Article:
How do fibroids affect menstrual periods?

Doctor's Answers 1


Fibroids are smooth muscle tumours that arise from the muscle wall of the uterus - as such, they can generally be placed at 3 different sites: serosal (outer layer of the uterus), intramural (middle layer), or submucosal (inner layer).

Serosal fibroids can grow to a very large size without causing any symptoms. This is because the abdominal/ pelvic cavity has a lot of space for it to expand.

Submucosal ones, on the other hand, push into the uterine cavity and distort the womb lining (endometrium). The endometrium is the part that sheds at the end of every menstrual cycle, resulting in bleeding (menses). Thus, any distortion of the endometrium can result in a disturbance of the menses, either causing heavier bleeding, prolonged bleeding or irregular bleeding. Compared to serosal ones, submucosal ones can be as small as 1 cm to cause menstrual disturbances.

Intramural fibroids sit in between and if they grow, can either elongate the uterine cavity or start pushing against the endometrium. In this way, they may also cause the menses to be heavier.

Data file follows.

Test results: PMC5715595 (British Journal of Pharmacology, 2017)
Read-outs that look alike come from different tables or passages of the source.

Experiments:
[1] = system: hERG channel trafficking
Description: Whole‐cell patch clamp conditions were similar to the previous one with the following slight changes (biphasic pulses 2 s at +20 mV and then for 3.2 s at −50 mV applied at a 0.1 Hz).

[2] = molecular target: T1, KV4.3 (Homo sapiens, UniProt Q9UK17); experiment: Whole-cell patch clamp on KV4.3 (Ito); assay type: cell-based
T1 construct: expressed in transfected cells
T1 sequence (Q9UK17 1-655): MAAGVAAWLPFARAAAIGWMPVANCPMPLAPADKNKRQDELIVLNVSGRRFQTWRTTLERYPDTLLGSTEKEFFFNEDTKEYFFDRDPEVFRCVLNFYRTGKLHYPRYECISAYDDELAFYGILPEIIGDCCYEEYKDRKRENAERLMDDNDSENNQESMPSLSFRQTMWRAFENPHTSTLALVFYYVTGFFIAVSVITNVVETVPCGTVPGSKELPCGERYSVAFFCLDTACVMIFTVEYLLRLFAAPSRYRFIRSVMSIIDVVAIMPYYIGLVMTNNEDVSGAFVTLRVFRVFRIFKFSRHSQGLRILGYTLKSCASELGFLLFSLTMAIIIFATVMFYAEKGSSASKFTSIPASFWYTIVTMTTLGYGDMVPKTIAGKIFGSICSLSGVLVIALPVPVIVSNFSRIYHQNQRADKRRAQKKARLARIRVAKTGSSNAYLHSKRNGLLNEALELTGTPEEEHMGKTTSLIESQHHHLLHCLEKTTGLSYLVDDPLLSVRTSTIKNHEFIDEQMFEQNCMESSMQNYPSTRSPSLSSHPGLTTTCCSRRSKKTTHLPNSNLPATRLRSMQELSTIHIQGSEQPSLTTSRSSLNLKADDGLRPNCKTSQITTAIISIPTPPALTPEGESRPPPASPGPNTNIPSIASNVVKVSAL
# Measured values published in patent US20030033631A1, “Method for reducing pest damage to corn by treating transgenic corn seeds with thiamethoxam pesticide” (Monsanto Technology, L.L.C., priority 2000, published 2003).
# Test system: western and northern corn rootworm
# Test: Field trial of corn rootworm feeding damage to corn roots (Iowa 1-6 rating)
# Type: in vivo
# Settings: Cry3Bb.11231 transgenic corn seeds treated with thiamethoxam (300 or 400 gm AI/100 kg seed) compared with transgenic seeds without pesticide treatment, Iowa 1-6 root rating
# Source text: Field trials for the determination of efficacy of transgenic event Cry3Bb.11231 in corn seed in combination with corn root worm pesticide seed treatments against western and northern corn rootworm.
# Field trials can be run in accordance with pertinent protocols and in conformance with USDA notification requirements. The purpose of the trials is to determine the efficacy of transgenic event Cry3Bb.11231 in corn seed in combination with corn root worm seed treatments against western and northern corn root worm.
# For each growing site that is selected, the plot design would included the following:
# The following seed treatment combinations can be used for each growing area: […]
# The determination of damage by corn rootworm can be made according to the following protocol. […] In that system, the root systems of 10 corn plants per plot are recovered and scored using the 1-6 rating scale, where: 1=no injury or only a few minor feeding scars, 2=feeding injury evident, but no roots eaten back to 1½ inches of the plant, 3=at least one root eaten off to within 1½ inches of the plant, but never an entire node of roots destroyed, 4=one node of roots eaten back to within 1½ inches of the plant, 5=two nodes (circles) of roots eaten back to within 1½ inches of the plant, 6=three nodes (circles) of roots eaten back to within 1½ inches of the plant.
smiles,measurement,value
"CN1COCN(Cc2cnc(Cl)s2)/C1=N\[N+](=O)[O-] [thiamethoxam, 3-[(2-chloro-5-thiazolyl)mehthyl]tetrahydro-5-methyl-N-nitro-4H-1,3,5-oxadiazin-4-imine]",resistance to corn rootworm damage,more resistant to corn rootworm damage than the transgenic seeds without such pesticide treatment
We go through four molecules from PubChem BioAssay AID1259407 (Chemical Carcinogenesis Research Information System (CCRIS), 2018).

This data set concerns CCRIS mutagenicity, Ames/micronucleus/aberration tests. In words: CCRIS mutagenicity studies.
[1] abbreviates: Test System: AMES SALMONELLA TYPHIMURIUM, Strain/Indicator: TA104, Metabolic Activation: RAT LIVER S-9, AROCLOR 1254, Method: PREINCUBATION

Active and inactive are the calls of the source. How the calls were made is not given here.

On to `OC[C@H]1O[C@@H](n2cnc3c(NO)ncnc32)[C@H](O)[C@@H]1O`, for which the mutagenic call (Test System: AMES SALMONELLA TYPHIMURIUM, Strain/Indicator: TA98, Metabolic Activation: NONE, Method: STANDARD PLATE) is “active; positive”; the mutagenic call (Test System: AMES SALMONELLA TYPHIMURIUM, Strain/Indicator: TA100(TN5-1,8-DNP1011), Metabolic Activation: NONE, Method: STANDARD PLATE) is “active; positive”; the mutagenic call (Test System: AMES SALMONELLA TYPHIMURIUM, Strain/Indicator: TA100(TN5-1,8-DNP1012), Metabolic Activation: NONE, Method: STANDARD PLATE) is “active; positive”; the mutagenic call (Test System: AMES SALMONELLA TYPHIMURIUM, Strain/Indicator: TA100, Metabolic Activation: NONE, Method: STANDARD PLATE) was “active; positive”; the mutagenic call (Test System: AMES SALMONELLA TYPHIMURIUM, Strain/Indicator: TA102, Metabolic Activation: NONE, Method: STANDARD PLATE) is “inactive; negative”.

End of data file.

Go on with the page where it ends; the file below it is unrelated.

If you have fibroids as large as 6cm and do not have any change in menstrual pattern, they are unlikely to be submucosal in location at the moment.

Best regards

Dr Fong Yoke Fai

Similar Questions

Are there any lifestyle or diet choices that can help to shrink fibroids?

There is curently no conclusive scientific evidence of any links between diet, and shrinking fibroids. There is also no scientific evidence that avoiding certain foods prevents the recurrence of fibroids. Having said that, there are ongoing studies looking into diet and lifestyle as contributory factors for fibroids. Of note, the exact cause of fibroids is unknown till date. However, there is: A genetic element – you are more likely to develop them if someone else in your family had it. An association with higher levels of oestrogen (a female hormone).

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Can I safely resume taking my contraceptive pills if I have stopped taking it for a period of time?

I suggest to have a scan done by your gynae to check the lining of the endometrium. It is not uncommon after prolonged use that the lining thins out by quite a bit so there is nothing much to shed as a “period” as such after cessation of the pills. This situation is generally temporary, and the periods should come back soon. A second possibility is that you naturally had infrequent cycles (say every 3-4 months) due to irregular ovulation. The pill will mask this and make it seem like your periods come every month.

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Dr Jasmine Mohd


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